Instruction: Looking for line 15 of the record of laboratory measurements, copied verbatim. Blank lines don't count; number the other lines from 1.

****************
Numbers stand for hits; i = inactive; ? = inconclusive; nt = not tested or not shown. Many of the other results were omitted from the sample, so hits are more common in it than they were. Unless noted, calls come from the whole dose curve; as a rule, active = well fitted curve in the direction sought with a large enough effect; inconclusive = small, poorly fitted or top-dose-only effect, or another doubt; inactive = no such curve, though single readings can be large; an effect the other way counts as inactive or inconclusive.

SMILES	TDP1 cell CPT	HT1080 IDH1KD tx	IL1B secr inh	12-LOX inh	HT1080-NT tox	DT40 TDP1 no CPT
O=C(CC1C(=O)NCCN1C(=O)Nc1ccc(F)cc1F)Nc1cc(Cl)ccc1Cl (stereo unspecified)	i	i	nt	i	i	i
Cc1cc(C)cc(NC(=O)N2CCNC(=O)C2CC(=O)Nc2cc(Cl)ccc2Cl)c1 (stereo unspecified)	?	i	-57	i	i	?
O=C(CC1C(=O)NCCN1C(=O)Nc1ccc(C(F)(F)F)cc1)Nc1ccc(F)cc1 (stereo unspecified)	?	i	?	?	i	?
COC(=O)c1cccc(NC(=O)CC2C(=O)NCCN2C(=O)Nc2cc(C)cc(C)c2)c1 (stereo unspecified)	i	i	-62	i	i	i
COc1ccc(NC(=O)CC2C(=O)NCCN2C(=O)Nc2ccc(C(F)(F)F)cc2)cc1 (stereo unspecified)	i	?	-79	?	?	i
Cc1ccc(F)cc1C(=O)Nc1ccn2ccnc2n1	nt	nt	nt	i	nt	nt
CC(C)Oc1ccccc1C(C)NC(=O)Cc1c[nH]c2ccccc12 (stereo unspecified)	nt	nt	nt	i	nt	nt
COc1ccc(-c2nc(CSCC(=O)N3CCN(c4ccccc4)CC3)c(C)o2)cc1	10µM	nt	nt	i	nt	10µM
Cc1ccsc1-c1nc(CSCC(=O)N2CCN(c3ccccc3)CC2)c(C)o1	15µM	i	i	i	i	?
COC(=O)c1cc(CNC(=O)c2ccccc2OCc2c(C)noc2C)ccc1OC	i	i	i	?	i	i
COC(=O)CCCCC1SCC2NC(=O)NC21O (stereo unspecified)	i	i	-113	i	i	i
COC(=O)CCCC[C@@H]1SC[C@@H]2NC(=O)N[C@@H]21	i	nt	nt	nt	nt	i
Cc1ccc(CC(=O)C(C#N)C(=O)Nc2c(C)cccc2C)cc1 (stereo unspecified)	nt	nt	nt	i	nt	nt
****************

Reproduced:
Cc1ccc(CC(=O)C(C#N)C(=O)Nc2c(C)cccc2C)cc1 (stereo unspecified)	nt	nt	nt	i	nt	nt